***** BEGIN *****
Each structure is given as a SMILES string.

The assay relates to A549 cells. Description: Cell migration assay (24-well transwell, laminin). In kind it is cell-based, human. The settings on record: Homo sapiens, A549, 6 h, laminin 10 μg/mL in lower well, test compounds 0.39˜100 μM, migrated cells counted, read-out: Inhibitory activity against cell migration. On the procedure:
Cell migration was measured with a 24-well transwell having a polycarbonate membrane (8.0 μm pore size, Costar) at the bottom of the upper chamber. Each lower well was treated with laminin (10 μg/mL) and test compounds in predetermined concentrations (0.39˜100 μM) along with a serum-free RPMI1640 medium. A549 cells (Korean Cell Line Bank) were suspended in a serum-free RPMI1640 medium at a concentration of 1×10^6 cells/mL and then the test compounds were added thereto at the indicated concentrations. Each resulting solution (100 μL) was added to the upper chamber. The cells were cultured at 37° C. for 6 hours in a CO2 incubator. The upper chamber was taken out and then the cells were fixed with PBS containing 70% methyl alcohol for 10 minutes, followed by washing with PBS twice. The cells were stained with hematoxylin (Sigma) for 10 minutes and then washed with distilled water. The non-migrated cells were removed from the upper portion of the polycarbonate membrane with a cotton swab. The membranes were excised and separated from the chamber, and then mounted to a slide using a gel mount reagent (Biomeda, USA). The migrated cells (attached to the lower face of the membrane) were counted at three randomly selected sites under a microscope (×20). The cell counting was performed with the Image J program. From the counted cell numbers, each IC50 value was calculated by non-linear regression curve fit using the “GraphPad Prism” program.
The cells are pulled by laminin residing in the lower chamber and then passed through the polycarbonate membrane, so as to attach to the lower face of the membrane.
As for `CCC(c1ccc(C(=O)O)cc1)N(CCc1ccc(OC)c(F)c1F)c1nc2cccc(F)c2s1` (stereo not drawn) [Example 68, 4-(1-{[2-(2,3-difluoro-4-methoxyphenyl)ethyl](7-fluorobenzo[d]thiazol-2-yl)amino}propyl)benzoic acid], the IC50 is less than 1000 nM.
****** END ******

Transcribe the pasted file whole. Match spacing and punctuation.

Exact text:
Each structure is given as a SMILES string.

The assay relates to A549 cells. Description: Cell migration assay (24-well transwell, laminin). In kind it is cell-based, human. The settings on record: Homo sapiens, A549, 6 h, laminin 10 μg/mL in lower well, test compounds 0.39˜100 μM, migrated cells counted, read-out: Inhibitory activity against cell migration. On the procedure:
Cell migration was measured with a 24-well transwell having a polycarbonate membrane (8.0 μm pore size, Costar) at the bottom of the upper chamber. Each lower well was treated with laminin (10 μg/mL) and test compounds in predetermined concentrations (0.39˜100 μM) along with a serum-free RPMI1640 medium. A549 cells (Korean Cell Line Bank) were suspended in a serum-free RPMI1640 medium at a concentration of 1×10^6 cells/mL and then the test compounds were added thereto at the indicated concentrations. Each resulting solution (100 μL) was added to the upper chamber. The cells were cultured at 37° C. for 6 hours in a CO2 incubator. The upper chamber was taken out and then the cells were fixed with PBS containing 70% methyl alcohol for 10 minutes, followed by washing with PBS twice. The cells were stained with hematoxylin (Sigma) for 10 minutes and then washed with distilled water. The non-migrated cells were removed from the upper portion of the polycarbonate membrane with a cotton swab. The membranes were excised and separated from the chamber, and then mounted to a slide using a gel mount reagent (Biomeda, USA). The migrated cells (attached to the lower face of the membrane) were counted at three randomly selected sites under a microscope (×20). The cell counting was performed with the Image J program. From the counted cell numbers, each IC50 value was calculated by non-linear regression curve fit using the “GraphPad Prism” program.
The cells are pulled by laminin residing in the lower chamber and then passed through the polycarbonate membrane, so as to attach to the lower face of the membrane.
As for `CCC(c1ccc(C(=O)O)cc1)N(CCc1ccc(OC)c(F)c1F)c1nc2cccc(F)c2s1` (stereo not drawn) [Example 68, 4-(1-{[2-(2,3-difluoro-4-methoxyphenyl)ethyl](7-fluorobenzo[d]thiazol-2-yl)amino}propyl)benzoic acid], the IC50 is less than 1000 nM.